Nokia, as before, has said that the “impact on the company is limited” with the company taking action to turn things around. The company says at the end of June it had a cash balance of €9.4 billion and a net cash balance of €4.2 billion, both higher than a year ago.

It’s not clear who is providing the capital to finance Oulutalent, although the Bridge program we wrote about before is basically restricted to startups of four people or less, so it’s unlikely to play a role here. We’re asking questions and will update as we learn more.

Nokia is a Finnish multinational communications corporation. It is primarily engaged in the manufacturing of mobile devices and in converging Internet and communications industries. They make a wide range of mobile devices with services and software that enable people to experience music, navigation, video, television, imaging, games, business mobility and more. Nokia is the owner of Symbian operation system and partially owns MeeGo operating system.

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Analyst: iPhone 5, iPad Mini Coming In September


Apple’s next-gen iPhone — and the much-talked about (but yet unseen) iPad mini — are some of the most hotly anticipated gadgets of the year. And according to a report by relatively on-point KGI Securities analyst Ming-Chi Kuo, the new iPhone and iPad mini will launch in September.

Thus far, we’ve heard that the iPhone 5 will have a larger 4.08-inch display maintaining the same width as current models, at 640 pixels. TechCrunch has also confirmed — along with Reuters more recently — that the new iPhone will replace its original 30-pin connector dock with a 19-pin mini port.

The iPad mini, on the other hand, is said to be the same thickness as the iPod touch 4G, with a screen measuring 7.85-inches. He expects that iPad mini sales should hit 1.8 million units during the time its available (1-2 weeks) in Q3.

Of course, Kuo (and the rest of the world) expects Q4 numbers for both products to be ridiculously high, with iPhone projections at 55 million units and iPad estimates hitting 24 million (including both iPad mini, new iPad, and iPad 2).

Here’s Kuo’s official word:

Though shipments of iPad mini’s components will start in August, the new iPad line will end production, ready for transition to a modified New iPad line. As such, component shipments will drop in August as iPad mini’s components shipments growth will be offset. On a side note, the modified New iPad shares the same exterior as the original model, but contains modifications to correct its thermal dissipation problem and lower-cost components.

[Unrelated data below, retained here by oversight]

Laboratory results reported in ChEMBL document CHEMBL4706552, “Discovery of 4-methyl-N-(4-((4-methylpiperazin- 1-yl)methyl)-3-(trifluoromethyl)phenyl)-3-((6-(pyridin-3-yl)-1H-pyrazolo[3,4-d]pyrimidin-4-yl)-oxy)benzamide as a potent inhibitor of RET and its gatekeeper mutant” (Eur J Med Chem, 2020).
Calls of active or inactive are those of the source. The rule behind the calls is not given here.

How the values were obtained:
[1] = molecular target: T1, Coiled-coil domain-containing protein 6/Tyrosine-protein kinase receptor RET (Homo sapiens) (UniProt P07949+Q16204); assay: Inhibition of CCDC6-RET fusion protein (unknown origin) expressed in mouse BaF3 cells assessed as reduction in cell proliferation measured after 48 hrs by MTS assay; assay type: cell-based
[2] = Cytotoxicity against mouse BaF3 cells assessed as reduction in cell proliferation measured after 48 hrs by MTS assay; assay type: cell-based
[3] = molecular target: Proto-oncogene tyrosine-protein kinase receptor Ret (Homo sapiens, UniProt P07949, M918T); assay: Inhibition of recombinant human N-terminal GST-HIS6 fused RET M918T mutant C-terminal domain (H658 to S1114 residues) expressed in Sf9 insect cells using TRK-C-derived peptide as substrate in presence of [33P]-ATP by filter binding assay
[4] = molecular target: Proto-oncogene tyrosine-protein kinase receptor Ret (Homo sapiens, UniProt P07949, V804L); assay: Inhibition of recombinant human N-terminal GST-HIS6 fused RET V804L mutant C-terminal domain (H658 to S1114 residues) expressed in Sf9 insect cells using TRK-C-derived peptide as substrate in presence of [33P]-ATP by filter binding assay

The September timeline is just a prediction made by this analyst, but it makes sense considering we’ve already heard that the iPhone is in production.

Started by Steve Jobs, Steve Wozniak, and Ronald Wayne, Apple has expanded from computers to consumer electronics over the last 30 years, officially changing their name from Apple Computer, Inc. to Apple, Inc. in January 2007. Among the key offerings from Apple’s product line are: Pro line laptops (MacBook Pro) and desktops (Mac Pro), consumer line laptops (MacBook Air) and desktops (iMac), servers (Xserve), Apple TV, the Mac OS X and Mac OS X Server operating systems, the iPod, the…

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Apple’s iPhone was introduced at MacWorld in January 2007 and officially went on sale June 29, 2007, selling 146,000 units within the first weekend of launch. The phone has been hailed as revolutionary with its bundle of advanced mobile web browsing, music and video playback, and touch screen controls. The iPhone is exclusively carried on the networks of both AT&T and Verizon in the U.S. An iPhone can function as a video camera (video recording was not a standard feature…

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The Apple iPad, formerly referred to as the Apple Tablet, is a touch-pad tablet computer announced in January 2010, and released in April 2010. It has internet capabilities running on either WiFi or 3G, and offers an optional dock with a full size mechanical keyboard. The iPad is a line of tablet computers designed, developed and marketed by Apple Inc. primarily as a platform for audio-visual media including books, periodicals, movies, music, games, and web content. Its size and…